Go Programming Language

Ok, so I’m a little late on the bandwagon.

I’ve just recently started learning Go, and let me tell you – it has been an enjoyable experience. If you’re curious about Go (Go-curious?), then this post is for you.

Go is a general purpose programming language. I’ll defer a more concise description of the language to the website for Go:

Go is expressive, concise, clean, and efficient. Its concurrency mechanisms make it easy to write programs that get the most out of multicore and networked machines, while its novel type system enables flexible and modular program construction. Go compiles quickly to machine code yet has the convenience of garbage collection and the power of run-time reflection. It’s a fast, statically typed, compiled language that feels like a dynamically typed, interpreted language.

I don’t think I could have said it better myself. The language has a wonderful set of tools such as the “go get” command, which retrieves dependencies for you and installs them locally such that they are in your Go development path. There is also the “gofmt” tool, which automatically formats your code, removing an all-too-often point of contention between developers – code style.

Go also features pointers so that you can pass arguments to a function or method by value or by reference. However, there is not currently any support for pointer arithmetic.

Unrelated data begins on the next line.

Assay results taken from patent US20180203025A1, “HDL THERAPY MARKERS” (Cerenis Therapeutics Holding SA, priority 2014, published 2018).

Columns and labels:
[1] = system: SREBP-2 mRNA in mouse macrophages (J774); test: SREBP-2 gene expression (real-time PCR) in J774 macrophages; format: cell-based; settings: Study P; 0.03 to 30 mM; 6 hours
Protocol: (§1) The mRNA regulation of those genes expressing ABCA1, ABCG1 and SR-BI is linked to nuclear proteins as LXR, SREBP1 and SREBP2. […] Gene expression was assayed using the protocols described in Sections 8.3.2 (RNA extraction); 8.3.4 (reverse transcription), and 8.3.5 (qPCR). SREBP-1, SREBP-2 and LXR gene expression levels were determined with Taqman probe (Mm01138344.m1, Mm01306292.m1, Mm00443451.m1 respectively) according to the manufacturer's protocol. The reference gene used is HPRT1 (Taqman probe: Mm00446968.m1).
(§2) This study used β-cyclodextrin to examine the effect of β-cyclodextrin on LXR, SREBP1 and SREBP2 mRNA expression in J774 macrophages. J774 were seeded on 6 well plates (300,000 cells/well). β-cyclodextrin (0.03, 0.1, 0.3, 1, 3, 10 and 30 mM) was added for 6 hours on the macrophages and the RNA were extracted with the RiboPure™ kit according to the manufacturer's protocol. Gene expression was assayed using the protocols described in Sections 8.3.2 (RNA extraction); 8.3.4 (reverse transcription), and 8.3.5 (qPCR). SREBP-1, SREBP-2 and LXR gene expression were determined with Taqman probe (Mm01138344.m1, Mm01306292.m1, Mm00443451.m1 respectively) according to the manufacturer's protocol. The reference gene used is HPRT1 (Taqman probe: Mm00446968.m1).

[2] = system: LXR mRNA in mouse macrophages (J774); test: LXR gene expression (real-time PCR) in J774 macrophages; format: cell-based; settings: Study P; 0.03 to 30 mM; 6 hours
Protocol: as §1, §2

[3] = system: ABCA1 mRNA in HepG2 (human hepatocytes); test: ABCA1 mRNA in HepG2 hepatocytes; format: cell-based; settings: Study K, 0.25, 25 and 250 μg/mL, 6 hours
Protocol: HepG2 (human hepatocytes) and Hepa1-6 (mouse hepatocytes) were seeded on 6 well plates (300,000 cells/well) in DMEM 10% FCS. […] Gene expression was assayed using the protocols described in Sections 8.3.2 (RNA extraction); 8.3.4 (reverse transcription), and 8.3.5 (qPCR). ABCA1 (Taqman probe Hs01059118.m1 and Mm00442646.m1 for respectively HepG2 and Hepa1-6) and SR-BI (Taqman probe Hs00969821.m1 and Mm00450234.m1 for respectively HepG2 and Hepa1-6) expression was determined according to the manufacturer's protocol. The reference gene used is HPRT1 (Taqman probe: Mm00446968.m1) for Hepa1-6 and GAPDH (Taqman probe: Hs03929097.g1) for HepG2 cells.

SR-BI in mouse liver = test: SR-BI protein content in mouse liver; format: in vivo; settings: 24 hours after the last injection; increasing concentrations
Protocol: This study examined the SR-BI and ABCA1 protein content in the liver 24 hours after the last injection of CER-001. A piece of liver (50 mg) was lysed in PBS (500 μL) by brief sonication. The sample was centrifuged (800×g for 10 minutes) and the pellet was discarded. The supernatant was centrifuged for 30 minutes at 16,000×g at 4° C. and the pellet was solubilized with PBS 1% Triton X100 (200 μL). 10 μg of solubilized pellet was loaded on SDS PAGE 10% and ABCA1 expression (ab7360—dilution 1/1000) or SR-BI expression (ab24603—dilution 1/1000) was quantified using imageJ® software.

There are also slices, which are a data type that represents a subsection of an array – slices make it very easy and convenient to work with arrays. Under the hood, slices are essentially structures (a ‘struct’, for those readers familiar with C) which contain a reference to the first element of the slice (array subsection) and a length property. If you’re familiar with Python, a Go slice, at least on a functional level, is practically identical to a Python slice.

Go also has a very rich regular expression package. Not only does it have a large collection of methods to choose from, but the regular expression implementation provided in the standard library is guaranteed to run in linear time in relation to the size of the input.

In terms of reserved words/keywords of the language itself, you could likely learn them all in a weekend. It is a fairly compact core language with a very extensive standard library. Overall, I’m quite impressed with the language. It is feasible to learn the language (although mastery is a different issue) over the span of a weekend if you have enough free time.

If you’d like to read more, check out the links below.

 

Further Reading: